Disability doesn’t just affect the ill or injured person. Loved ones also suffer, especially financially. If the disabled person is unable to earn an income, their children and spouse often struggle. Families don’t usually plan for such circumstances. They don’t even like to think about them. Luckily, your family can benefit if you are eligible for Social Security.
What is Disability Under Social Security?
Under Social Security, the definition of disability is stricter than under some other programs. Social Security only pays for total disability. It does not cover short-term disability or partial disability. The assumption is that families have access to other resources for short-term conditions. These include insurance, savings and workers’ compensation.
The Social Security Administration considers you disabled if:
- You can’t do the work you did before
- You can’t adjust to other work because of your condition
- Your disability is expected to last for at least one year or result in death
How to Qualify for Social Security Benefits, According to Disability Lawyers in Greenville, SC
You must have worked in jobs which allowed you to be eligible for Social Security. Then, you must have a medical condition which meets the above definition. Social Security generally pays monthly benefits to individuals who can’t work for a year or longer because of a disability. You get benefits until you are able to work regularly again.
You must also have worked long enough and recently enough to qualify for benefits. The SSA determines work credits based on your total yearly wages or income from self-employment. Each year, you earn up four credits. The amount of work needed for a credit changes each year. For 2018, you earned one credit for each $1, 320 of income. You would, therefore, earn four credits when you earned $5, 280.
There is something else you need to consider. The number of work credits you need depends on your age when you become disabled. You generally need 40 credits. You should have earned 20 of them in the last ten years. Younger workers may be able to qualify even though they have fewer credits.
Benefits Your Children Can Receive Under Social Security If You are Disabled
Once you have qualified for disability benefits, your children can also receive benefits based on your record. The eligible child can be your biological child, stepchild or adopted child. If you have a dependent grandchild, they may also qualify.
In order to receive benefits, your child must be unmarried. They must also be:
- Younger than age 18
- A full-time student in grade or lower if they are 18 to 19 years old
- 18 or older with a disability that began before the age of 22
Children’s benefits usually stop at age 18 unless they are disabled or in school full-time. For those still in school, benefits continue until they graduate or two months after they turn 19, whichever comes first.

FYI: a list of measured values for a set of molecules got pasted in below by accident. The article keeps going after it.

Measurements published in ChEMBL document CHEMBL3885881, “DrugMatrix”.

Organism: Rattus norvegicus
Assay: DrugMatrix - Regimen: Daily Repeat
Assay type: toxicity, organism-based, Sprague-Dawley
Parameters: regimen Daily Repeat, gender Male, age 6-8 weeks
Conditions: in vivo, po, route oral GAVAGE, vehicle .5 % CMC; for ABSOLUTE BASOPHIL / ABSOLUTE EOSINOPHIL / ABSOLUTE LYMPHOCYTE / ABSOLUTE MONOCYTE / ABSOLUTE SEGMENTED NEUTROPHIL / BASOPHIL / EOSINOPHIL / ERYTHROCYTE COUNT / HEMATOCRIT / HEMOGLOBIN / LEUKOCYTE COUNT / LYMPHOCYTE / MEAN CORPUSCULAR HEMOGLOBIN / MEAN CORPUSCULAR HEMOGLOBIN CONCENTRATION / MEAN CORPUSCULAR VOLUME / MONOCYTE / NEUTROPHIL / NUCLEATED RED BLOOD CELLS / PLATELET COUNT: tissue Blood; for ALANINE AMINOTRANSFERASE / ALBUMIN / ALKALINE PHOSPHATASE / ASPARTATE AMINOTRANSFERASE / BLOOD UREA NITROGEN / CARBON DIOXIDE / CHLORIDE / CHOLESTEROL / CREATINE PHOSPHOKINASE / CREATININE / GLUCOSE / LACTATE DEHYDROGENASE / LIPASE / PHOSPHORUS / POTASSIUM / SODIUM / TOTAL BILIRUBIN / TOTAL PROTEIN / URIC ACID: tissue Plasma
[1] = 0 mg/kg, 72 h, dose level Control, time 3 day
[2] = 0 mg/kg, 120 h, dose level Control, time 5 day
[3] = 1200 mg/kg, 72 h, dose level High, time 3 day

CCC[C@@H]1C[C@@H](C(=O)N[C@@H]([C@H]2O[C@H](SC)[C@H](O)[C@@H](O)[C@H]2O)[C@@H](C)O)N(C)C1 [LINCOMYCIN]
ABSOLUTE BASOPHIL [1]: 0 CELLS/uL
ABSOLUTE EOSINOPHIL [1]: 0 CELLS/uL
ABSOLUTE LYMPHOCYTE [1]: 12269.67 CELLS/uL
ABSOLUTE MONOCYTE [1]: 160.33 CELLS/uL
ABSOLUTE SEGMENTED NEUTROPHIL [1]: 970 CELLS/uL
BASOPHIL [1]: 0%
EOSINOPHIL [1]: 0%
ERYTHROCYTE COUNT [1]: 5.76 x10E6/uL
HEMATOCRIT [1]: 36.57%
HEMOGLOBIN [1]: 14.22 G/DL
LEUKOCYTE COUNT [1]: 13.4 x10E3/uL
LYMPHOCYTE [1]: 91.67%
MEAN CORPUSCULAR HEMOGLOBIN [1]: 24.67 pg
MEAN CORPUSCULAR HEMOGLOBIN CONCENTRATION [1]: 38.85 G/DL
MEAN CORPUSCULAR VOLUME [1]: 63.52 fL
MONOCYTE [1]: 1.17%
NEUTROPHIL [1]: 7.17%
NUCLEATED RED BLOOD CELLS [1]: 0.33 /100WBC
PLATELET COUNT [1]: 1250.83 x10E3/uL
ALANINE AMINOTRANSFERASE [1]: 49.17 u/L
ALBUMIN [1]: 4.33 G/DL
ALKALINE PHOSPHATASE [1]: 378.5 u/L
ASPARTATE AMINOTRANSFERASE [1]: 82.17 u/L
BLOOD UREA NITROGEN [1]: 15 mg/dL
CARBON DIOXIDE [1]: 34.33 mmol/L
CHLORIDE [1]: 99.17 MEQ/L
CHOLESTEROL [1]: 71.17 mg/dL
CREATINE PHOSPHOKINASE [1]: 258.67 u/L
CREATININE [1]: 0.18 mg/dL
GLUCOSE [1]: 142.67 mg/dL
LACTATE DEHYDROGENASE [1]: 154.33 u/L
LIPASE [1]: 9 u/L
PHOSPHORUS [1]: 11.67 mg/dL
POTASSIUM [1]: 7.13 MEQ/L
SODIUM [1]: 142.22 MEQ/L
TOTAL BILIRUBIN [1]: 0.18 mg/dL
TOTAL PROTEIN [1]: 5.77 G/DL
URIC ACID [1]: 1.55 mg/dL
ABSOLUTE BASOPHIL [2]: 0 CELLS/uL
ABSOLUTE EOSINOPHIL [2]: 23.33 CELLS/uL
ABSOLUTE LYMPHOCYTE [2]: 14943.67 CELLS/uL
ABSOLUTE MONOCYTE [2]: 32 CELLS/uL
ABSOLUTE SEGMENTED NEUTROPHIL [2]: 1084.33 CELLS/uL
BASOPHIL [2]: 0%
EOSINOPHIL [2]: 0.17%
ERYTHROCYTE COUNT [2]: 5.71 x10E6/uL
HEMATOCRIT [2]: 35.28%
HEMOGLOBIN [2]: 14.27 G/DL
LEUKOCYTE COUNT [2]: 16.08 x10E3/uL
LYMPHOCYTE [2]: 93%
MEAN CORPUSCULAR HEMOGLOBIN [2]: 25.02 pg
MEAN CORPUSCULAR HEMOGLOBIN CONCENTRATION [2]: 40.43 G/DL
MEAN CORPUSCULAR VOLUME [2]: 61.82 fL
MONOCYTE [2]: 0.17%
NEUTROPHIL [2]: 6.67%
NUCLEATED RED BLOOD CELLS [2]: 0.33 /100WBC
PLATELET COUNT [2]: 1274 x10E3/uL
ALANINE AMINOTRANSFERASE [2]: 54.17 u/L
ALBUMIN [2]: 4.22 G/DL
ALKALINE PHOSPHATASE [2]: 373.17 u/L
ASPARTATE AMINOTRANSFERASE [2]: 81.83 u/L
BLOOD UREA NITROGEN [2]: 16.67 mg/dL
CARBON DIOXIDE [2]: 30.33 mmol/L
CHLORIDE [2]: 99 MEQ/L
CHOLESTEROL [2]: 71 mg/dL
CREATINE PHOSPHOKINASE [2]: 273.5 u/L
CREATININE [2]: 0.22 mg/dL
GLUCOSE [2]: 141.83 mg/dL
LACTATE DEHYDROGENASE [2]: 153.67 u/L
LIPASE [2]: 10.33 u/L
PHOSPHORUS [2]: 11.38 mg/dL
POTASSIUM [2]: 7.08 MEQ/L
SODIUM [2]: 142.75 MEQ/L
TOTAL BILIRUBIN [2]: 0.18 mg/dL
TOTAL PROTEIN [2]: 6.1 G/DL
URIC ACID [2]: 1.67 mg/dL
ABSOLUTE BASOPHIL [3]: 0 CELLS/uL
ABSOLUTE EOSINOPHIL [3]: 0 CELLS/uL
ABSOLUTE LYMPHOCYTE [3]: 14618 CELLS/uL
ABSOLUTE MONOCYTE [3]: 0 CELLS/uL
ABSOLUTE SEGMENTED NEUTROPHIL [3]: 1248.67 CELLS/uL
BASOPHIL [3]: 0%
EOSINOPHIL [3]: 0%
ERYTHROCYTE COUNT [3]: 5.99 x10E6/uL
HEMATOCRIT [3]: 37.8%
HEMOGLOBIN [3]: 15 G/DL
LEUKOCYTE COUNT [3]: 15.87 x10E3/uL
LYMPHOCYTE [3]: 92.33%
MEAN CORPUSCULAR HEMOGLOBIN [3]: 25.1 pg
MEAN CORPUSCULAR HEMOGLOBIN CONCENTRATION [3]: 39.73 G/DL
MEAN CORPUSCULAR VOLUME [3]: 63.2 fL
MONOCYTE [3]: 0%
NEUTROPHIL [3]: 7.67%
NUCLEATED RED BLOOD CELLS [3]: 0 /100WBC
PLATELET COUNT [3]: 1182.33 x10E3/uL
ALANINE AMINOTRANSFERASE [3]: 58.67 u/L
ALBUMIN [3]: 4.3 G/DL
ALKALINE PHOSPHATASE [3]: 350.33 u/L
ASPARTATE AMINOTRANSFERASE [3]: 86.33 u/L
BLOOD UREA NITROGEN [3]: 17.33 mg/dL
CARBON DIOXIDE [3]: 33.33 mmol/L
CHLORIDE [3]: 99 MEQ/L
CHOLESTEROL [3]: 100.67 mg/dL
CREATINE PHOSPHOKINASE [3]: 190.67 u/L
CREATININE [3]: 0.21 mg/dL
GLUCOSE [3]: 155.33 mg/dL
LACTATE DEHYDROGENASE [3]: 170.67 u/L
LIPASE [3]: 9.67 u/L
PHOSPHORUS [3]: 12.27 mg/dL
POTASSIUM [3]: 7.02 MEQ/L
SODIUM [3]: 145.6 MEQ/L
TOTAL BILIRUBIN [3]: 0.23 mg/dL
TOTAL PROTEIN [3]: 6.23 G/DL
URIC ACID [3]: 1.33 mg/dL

An adult who developed a disability before age 22 may be eligible for children’s benefits. They receive support when you start getting disability benefits. This is considered a child’s benefit because it is based on the parent’s record. It does not matter if the disabled adult child has never worked. The adult child can be an adopted child, stepchild, grandchild or step-grandchild. They must be age 18 or older and meet the definition of disability in adults.
If you don’t qualify for Social Security Disability Insurance, your disabled children may still be able to get support. They may be eligible for assistance under the Supplemental Security Income program. SSI is for low-income individuals who become disabled. There are specific requirements for qualification. The resources of the entire household are taken into consideration.
The child must meet specific medical requirements for eligibility. They must:
- Have “marked and severe” limitations. These limitations must severely interfere with their ability to function at the level of other children their age.
- Have been disabled for the past 12 months or be expected to be disabled for 12 months. Alternatively, they must have a disability that is expected to result in death.
- Not be working and earning over $1,200 per month.
Disabled children don’t have to prove they won’t be able to work. The SSA will determine whether the child’s limitations are so severe that they need to move to full disability.
Contact Disability Lawyers in Greenville, SC for Assistance
If you are disabled and finding it difficult to get your children covered until Social Security, you need an attorney. At J.Robert Surface, you can get all the advice, guidance and representation you need. Don’t delay in seeking assistance. Contact us today for your first consultation.